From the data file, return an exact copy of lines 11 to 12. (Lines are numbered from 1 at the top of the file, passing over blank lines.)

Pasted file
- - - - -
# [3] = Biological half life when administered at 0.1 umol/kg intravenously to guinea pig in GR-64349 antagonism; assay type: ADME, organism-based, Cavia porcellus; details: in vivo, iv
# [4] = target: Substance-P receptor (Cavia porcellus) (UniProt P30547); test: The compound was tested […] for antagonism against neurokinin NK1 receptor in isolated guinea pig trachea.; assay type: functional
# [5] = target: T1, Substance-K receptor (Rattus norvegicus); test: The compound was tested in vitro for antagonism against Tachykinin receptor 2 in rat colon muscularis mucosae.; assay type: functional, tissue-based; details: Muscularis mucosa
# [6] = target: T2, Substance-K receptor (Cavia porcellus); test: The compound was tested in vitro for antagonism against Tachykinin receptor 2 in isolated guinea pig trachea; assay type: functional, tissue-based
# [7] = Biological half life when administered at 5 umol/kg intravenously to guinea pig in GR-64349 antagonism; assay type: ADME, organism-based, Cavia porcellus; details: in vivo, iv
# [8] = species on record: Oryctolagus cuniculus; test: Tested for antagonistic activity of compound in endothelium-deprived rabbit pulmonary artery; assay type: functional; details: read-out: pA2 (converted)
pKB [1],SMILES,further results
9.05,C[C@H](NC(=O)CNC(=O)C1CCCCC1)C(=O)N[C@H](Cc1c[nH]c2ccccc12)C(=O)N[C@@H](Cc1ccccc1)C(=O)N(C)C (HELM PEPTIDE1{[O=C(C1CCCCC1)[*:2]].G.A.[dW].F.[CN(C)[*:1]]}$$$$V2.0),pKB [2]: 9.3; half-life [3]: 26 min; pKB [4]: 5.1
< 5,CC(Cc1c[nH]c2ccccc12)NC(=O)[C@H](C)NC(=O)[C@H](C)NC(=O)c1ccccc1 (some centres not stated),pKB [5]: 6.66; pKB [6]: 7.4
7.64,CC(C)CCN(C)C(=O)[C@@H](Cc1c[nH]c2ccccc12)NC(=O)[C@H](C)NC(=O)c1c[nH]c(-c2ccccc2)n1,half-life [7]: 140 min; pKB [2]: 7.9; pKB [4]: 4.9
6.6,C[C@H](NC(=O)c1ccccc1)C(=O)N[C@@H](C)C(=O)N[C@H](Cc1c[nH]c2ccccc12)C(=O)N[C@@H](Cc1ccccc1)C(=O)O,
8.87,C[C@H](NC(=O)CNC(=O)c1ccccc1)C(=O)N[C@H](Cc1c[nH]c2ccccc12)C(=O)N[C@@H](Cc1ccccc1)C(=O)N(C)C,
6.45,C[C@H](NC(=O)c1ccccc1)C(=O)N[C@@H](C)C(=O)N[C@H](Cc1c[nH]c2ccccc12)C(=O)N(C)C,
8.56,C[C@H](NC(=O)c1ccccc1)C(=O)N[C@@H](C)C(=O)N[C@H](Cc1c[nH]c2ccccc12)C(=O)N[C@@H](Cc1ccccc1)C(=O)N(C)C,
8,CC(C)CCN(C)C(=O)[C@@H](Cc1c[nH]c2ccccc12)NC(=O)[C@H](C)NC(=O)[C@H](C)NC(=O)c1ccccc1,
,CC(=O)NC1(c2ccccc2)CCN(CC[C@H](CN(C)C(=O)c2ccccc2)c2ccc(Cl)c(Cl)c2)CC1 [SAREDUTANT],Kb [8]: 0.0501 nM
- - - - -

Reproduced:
6.6,C[C@H](NC(=O)c1ccccc1)C(=O)N[C@@H](C)C(=O)N[C@H](Cc1c[nH]c2ccccc12)C(=O)N[C@@H](Cc1ccccc1)C(=O)O,
8.87,C[C@H](NC(=O)CNC(=O)c1ccccc1)C(=O)N[C@H](Cc1c[nH]c2ccccc12)C(=O)N[C@@H](Cc1ccccc1)C(=O)N(C)C,